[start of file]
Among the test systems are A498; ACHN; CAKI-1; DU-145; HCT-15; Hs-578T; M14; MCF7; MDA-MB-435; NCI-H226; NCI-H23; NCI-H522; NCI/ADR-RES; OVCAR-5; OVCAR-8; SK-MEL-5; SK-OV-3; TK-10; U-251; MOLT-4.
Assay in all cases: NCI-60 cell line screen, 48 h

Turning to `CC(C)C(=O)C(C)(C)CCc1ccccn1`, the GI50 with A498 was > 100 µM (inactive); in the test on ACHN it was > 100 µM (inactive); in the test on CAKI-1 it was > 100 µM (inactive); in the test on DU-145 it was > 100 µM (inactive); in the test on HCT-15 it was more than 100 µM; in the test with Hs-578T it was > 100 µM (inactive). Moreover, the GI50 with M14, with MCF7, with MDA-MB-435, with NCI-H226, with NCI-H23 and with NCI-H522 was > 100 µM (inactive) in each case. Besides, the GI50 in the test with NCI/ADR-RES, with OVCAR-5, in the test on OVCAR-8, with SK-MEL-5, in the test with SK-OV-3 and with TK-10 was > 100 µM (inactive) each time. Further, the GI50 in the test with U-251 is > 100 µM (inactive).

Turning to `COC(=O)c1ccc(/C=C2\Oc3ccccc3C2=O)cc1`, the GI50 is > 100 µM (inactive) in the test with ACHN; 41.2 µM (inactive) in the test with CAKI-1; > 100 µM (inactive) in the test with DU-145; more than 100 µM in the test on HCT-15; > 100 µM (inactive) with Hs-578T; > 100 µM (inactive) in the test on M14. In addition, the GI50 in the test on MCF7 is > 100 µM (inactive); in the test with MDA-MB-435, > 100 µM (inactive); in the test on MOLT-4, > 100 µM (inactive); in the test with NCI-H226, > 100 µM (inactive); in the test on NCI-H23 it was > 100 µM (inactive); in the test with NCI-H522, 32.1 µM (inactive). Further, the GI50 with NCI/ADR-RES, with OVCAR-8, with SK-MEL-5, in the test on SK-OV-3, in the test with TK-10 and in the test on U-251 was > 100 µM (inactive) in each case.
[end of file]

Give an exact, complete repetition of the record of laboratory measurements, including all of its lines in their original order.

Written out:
Among the test systems are A498; ACHN; CAKI-1; DU-145; HCT-15; Hs-578T; M14; MCF7; MDA-MB-435; NCI-H226; NCI-H23; NCI-H522; NCI/ADR-RES; OVCAR-5; OVCAR-8; SK-MEL-5; SK-OV-3; TK-10; U-251; MOLT-4.
Assay in all cases: NCI-60 cell line screen, 48 h

Turning to `CC(C)C(=O)C(C)(C)CCc1ccccn1`, the GI50 with A498 was > 100 µM (inactive); in the test on ACHN it was > 100 µM (inactive); in the test on CAKI-1 it was > 100 µM (inactive); in the test on DU-145 it was > 100 µM (inactive); in the test on HCT-15 it was more than 100 µM; in the test with Hs-578T it was > 100 µM (inactive). Moreover, the GI50 with M14, with MCF7, with MDA-MB-435, with NCI-H226, with NCI-H23 and with NCI-H522 was > 100 µM (inactive) in each case. Besides, the GI50 in the test with NCI/ADR-RES, with OVCAR-5, in the test on OVCAR-8, with SK-MEL-5, in the test with SK-OV-3 and with TK-10 was > 100 µM (inactive) each time. Further, the GI50 in the test with U-251 is > 100 µM (inactive).

Turning to `COC(=O)c1ccc(/C=C2\Oc3ccccc3C2=O)cc1`, the GI50 is > 100 µM (inactive) in the test with ACHN; 41.2 µM (inactive) in the test with CAKI-1; > 100 µM (inactive) in the test with DU-145; more than 100 µM in the test on HCT-15; > 100 µM (inactive) with Hs-578T; > 100 µM (inactive) in the test on M14. In addition, the GI50 in the test on MCF7 is > 100 µM (inactive); in the test with MDA-MB-435, > 100 µM (inactive); in the test on MOLT-4, > 100 µM (inactive); in the test with NCI-H226, > 100 µM (inactive); in the test on NCI-H23 it was > 100 µM (inactive); in the test with NCI-H522, 32.1 µM (inactive). Further, the GI50 with NCI/ADR-RES, with OVCAR-8, with SK-MEL-5, in the test on SK-OV-3, in the test with TK-10 and in the test on U-251 was > 100 µM (inactive) in each case.